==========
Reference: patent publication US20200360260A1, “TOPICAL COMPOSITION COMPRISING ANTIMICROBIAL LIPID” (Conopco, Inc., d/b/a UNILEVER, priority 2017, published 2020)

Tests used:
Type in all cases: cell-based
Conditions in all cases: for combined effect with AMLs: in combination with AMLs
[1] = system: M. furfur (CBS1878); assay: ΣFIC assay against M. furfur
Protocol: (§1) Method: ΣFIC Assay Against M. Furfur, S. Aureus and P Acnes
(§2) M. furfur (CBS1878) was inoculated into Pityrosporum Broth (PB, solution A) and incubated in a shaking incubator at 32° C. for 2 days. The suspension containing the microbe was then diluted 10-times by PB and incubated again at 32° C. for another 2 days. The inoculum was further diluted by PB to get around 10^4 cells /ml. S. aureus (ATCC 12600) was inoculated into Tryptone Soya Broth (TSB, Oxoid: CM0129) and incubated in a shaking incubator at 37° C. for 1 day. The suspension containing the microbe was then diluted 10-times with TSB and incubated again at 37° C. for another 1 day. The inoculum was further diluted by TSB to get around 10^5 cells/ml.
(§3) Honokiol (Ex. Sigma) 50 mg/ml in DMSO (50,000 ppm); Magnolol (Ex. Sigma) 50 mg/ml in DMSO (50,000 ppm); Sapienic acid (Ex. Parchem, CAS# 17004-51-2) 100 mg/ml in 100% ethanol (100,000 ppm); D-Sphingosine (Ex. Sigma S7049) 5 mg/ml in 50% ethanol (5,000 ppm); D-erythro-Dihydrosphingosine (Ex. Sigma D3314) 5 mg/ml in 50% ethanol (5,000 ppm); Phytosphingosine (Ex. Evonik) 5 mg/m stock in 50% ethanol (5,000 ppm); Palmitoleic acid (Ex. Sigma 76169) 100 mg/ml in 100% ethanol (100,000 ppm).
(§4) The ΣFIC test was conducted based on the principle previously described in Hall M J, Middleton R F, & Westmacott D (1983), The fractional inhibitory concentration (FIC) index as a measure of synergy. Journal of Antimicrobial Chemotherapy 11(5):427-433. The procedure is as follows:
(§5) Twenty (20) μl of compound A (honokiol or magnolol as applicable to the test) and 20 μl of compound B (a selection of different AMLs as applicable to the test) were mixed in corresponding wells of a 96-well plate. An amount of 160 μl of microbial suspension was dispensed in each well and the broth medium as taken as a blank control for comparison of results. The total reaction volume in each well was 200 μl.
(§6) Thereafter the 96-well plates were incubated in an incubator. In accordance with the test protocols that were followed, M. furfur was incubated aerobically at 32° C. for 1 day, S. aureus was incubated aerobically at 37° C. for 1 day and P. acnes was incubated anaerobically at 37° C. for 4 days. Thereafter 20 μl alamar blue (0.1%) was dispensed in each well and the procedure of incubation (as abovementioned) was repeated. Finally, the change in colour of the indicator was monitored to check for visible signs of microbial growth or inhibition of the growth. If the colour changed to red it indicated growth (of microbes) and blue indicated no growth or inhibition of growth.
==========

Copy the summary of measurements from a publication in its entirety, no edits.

Reference: patent publication US20200360260A1, “TOPICAL COMPOSITION COMPRISING ANTIMICROBIAL LIPID” (Conopco, Inc., d/b/a UNILEVER, priority 2017, published 2020)

Tests used:
Type in all cases: cell-based
Conditions in all cases: for combined effect with AMLs: in combination with AMLs
[1] = system: M. furfur (CBS1878); assay: ΣFIC assay against M. furfur
Protocol: (§1) Method: ΣFIC Assay Against M. Furfur, S. Aureus and P Acnes
(§2) M. furfur (CBS1878) was inoculated into Pityrosporum Broth (PB, solution A) and incubated in a shaking incubator at 32° C. for 2 days. The suspension containing the microbe was then diluted 10-times by PB and incubated again at 32° C. for another 2 days. The inoculum was further diluted by PB to get around 10^4 cells /ml. S. aureus (ATCC 12600) was inoculated into Tryptone Soya Broth (TSB, Oxoid: CM0129) and incubated in a shaking incubator at 37° C. for 1 day. The suspension containing the microbe was then diluted 10-times with TSB and incubated again at 37° C. for another 1 day. The inoculum was further diluted by TSB to get around 10^5 cells/ml.
(§3) Honokiol (Ex. Sigma) 50 mg/ml in DMSO (50,000 ppm); Magnolol (Ex. Sigma) 50 mg/ml in DMSO (50,000 ppm); Sapienic acid (Ex. Parchem, CAS# 17004-51-2) 100 mg/ml in 100% ethanol (100,000 ppm); D-Sphingosine (Ex. Sigma S7049) 5 mg/ml in 50% ethanol (5,000 ppm); D-erythro-Dihydrosphingosine (Ex. Sigma D3314) 5 mg/ml in 50% ethanol (5,000 ppm); Phytosphingosine (Ex. Evonik) 5 mg/m stock in 50% ethanol (5,000 ppm); Palmitoleic acid (Ex. Sigma 76169) 100 mg/ml in 100% ethanol (100,000 ppm).
(§4) The ΣFIC test was conducted based on the principle previously described in Hall M J, Middleton R F, & Westmacott D (1983), The fractional inhibitory concentration (FIC) index as a measure of synergy. Journal of Antimicrobial Chemotherapy 11(5):427-433. The procedure is as follows:
(§5) Twenty (20) μl of compound A (honokiol or magnolol as applicable to the test) and 20 μl of compound B (a selection of different AMLs as applicable to the test) were mixed in corresponding wells of a 96-well plate. An amount of 160 μl of microbial suspension was dispensed in each well and the broth medium as taken as a blank control for comparison of results. The total reaction volume in each well was 200 μl.
(§6) Thereafter the 96-well plates were incubated in an incubator. In accordance with the test protocols that were followed, M. furfur was incubated aerobically at 32° C. for 1 day, S. aureus was incubated aerobically at 37° C. for 1 day and P. acnes was incubated anaerobically at 37° C. for 4 days. Thereafter 20 μl alamar blue (0.1%) was dispensed in each well and the procedure of incubation (as abovementioned) was repeated. Finally, the change in colour of the indicator was monitored to check for visible signs of microbial growth or inhibition of the growth. If the colour changed to red it indicated growth (of microbes) and blue indicated no growth or inhibition of growth.